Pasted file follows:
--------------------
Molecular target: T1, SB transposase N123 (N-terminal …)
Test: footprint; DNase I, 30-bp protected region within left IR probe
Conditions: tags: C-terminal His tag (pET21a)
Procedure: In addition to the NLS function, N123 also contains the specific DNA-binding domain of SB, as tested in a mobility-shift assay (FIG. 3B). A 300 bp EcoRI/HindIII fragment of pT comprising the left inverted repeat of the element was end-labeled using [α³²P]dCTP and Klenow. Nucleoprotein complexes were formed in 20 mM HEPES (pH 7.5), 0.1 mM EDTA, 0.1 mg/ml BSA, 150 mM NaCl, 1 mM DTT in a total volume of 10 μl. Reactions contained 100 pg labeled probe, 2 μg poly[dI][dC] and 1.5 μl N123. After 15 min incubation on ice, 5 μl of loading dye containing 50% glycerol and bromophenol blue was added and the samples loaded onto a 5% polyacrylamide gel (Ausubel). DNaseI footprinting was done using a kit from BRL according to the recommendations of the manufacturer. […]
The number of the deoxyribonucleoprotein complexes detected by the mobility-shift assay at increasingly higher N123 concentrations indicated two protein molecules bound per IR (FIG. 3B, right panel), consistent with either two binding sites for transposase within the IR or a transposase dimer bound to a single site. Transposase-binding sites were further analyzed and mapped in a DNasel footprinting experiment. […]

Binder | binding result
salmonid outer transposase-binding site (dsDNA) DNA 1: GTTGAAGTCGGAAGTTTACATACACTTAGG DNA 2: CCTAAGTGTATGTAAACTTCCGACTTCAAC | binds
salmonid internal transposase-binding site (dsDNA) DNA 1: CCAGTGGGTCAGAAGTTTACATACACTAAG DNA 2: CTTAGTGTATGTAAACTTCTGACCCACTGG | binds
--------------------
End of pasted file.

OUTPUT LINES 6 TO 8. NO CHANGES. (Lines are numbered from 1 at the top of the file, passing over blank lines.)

Binder | binding result
salmonid outer transposase-binding site (dsDNA) DNA 1: GTTGAAGTCGGAAGTTTACATACACTTAGG DNA 2: CCTAAGTGTATGTAAACTTCCGACTTCAAC | binds
salmonid internal transposase-binding site (dsDNA) DNA 1: CCAGTGGGTCAGAAGTTTACATACACTAAG DNA 2: CTTAGTGTATGTAAACTTCTGACCCACTGG | binds